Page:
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9 fundamental questions to ask before any great project review meeting

Ross Hunter 21 July 2022
investment thought leadership

A lesson learned is a lesson earned

Last time we talked about the importance of a smooth planning process to ensure a successful quarter-end.

Sharing that fundamental to a great plan is reviewing what happened before and learning the lessons.

So, let’s dig into what a great project review meeting looks like.

First, when should you have it?

As soon as possible. Try and set up a review meeting 2–3 days after the end of the last reporting period – when everything is still fresh in the mind: all the successes, the problems and the ideas.

Here are some of the questions you can ask yourself and your team:

  1. Start positively. What went well? What was your percentage of deadlines hit? Hopefully, it’s over 99%. Did you get any unsolicited positive feedback?
  2. Next, what didn’t work so well? Did you miss any deadlines? If so, why?
  3. Have you asked clients or stakeholders in the commentary process for feedback? Also, ask for their ideas for improvement.
  4. Were there any bottlenecks in the process? Delays in the data? Managers not responding to requests for information? Slow approvals? Or, maybe, you just needed more people on the process, especially on certain days when there’s a spike in deadlines (business days 8 and 10 always seem to be busy for us).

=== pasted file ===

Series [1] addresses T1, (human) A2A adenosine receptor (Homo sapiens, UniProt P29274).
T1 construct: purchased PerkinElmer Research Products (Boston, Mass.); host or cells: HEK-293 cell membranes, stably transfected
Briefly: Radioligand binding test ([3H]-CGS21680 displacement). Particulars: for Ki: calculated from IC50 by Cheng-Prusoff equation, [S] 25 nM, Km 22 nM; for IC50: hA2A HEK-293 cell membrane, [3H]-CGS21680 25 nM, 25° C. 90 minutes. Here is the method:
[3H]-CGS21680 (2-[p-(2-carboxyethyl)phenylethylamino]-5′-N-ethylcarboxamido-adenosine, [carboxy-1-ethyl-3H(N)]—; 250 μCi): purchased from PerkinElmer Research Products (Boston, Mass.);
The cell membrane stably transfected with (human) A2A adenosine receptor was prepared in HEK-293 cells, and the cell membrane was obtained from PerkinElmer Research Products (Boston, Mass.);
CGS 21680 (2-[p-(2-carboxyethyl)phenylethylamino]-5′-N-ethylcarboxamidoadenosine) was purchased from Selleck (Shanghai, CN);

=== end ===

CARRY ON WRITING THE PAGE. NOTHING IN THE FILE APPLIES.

5. Were there any errors? If so, were they technical or factual errors that might necessitate a review of the fact checking process? Or were there typos – so, do you need a better proof check?
  6. Once you’ve gathered all the data and shared it with your commentary team, consider what you could improve. Gather ideas from everyone in the group, especially those writers and editors who are on the front line.
  7. Next, filter the ideas and curate the best ones into an actions list. What are you going to implement for next quarter? And what might be longer-term initiatives?
  8. Agree on the owners for the actions and hold them accountable for making the change happen.
  9. Finally, a review meeting shouldn’t be a one off. Regular feedback loops improve quality AND efficiency. A great review meeting puts you on a virtuous circle of improvement.

Copylab exists because fund commentary exists. Over the past 15 years, our tremendous team has produced hundreds of thousands of commentaries for dozens of fund managers, large and small. Along the way, we’ve accumulated wisdom through our growing list of successes and diminishing list of failures.

You can find more tips like the above in our white paper here.